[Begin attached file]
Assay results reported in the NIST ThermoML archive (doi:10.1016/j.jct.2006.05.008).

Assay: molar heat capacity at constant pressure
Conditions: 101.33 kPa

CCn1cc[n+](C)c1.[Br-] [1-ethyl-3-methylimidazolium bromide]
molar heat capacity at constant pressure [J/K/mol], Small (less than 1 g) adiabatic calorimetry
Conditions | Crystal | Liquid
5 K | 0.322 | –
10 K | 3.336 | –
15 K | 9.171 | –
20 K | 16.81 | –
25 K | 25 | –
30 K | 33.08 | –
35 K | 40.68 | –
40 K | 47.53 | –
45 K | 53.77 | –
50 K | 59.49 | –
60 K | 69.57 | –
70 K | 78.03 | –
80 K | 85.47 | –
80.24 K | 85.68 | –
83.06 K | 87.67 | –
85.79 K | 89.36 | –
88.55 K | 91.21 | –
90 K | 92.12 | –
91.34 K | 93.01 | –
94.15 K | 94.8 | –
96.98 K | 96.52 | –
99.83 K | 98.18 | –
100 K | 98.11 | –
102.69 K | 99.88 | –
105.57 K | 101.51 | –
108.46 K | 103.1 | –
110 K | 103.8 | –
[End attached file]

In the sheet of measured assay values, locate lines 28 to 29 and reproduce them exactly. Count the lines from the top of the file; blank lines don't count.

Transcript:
99.83 K | 98.18 | –
100 K | 98.11 | –